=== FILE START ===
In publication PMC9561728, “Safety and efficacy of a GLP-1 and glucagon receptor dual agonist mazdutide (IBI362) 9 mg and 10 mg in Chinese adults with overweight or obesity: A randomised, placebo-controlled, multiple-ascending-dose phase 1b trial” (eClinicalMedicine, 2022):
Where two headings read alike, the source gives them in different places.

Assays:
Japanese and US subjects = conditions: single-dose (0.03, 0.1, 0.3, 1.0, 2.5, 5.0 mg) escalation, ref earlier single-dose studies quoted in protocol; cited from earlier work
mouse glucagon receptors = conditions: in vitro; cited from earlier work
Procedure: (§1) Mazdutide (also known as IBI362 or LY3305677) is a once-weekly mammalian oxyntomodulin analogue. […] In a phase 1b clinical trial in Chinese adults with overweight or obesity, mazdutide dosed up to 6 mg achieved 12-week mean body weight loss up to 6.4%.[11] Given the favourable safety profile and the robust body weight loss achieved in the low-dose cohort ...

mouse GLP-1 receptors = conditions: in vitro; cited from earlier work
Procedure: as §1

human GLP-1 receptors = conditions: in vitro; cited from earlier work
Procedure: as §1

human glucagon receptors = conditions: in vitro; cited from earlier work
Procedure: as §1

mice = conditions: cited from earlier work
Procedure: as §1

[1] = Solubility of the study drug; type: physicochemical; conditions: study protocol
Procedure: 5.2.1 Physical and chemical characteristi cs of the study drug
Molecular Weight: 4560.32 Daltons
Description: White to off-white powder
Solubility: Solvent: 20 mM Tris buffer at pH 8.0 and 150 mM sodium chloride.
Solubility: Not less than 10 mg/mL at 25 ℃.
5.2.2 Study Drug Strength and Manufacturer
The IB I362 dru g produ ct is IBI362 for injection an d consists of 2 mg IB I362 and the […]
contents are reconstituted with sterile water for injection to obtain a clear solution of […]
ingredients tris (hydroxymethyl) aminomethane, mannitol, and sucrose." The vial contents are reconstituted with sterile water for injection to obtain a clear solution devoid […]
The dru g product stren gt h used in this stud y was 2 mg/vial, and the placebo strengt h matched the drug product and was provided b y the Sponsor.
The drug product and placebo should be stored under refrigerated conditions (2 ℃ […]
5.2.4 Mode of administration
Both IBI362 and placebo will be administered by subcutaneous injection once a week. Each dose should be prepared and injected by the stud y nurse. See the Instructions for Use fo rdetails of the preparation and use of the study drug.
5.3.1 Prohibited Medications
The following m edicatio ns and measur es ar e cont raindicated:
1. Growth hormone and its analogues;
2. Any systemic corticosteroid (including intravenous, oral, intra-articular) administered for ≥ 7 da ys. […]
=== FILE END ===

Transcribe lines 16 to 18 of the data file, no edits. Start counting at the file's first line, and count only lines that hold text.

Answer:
Procedure: 5.2.1 Physical and chemical characteristi cs of the study drug
Molecular Weight: 4560.32 Daltons
Description: White to off-white powder